Literary descriptions of sex veer from the erotic to the downright weird and many are more likely to provoke laughter than titillation. Each year, the writers who have failed most dismally are given a nod by the book mag.

In the words of the Literary Review, the Bad Sex Award aims to, “draw attention to the crude, tasteless, often perfunctory use, or redundant passages of sexual description in the modern novel and to discourage it”.

Here are some of this year’s nominees.

Renowned author Haruki Murakami has landed himself a place on the list with gems such as: “[Her breasts] seemed to be virtually uninfluenced by the force of gravity, the nipples turned beautifully upward, like a vine’s new tendrils seeking sunlight.”

And also: “I’m still erect now, and it shows no sign of subsiding. Neither Sonny and Cher nor three-digit multiplication nor complex mathematics had managed to bring it down.”

Horror writer Stephen King has also been nominated for cringe-inducing passages like this:

‘She said, “Don’t make me wait, I’ve had enough of that,” and so I kissed the sweaty hollow of her temple and moved my hips forward … She gasped, retreated a little, then raised her hips to meet me. “Sadie? All right?”

“Ohmygodyes,” she said and I laughed. She opened her eyes and looked up at me with curiosity and hopefulness. “Is it over, or is there more?”

“A little more,” I said. “I don’t know how much. I haven’t been with a woman in a long time.’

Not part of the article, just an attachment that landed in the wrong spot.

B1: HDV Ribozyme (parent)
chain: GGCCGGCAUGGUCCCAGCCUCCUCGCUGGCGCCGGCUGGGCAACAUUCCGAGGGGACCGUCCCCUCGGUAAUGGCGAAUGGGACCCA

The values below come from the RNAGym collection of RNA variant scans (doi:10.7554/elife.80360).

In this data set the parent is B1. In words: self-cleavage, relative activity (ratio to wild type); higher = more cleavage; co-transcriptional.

David Guterson, who penned Snow Falling On Cedars, earned his nod with: “In the shower, Ed stood with his hands at the back of his head, like someone just arrested, while she abused him with a bar of soap.”

The Bad Sex Award regularly pulls up big-name, well respected authors for their poor descriptions of the carnal act. In the past, Melyvn Bragg, A. A Gill and Sebastian Faulks have all won awards.

Tony Blair hit the headlines when he was nominated for a scene in his memoir in which he describes sex with his wife, Cherie:

”That night she cradled me in her arms and soothed me; told me what I needed to be told; strengthened me. On that night of 12 May 1994, I needed that love Cherie gave me, selfishly. I devoured it to give me strength. I was an animal following my instinct.”


A particular favourite of ours is 2004 winner Siddharth Dhanvant Shangvi who penned the masterpiece: “Was it on the bed that she sat on him, her weasel-like loins clutching and unclutching his lovely, long, louche manhood, as though squeezing an orange for its juice?”

Last year the Bad Sex Award was scooped by Rowan Somerville who tantalised readers with: “Like a lepidopterist mounting a tough-skinned insect with a too blunt pin he screwed himself into her.”

But before you feel too sorry for the authors, the unwanted accolade does, in fact, tend to boost sales.

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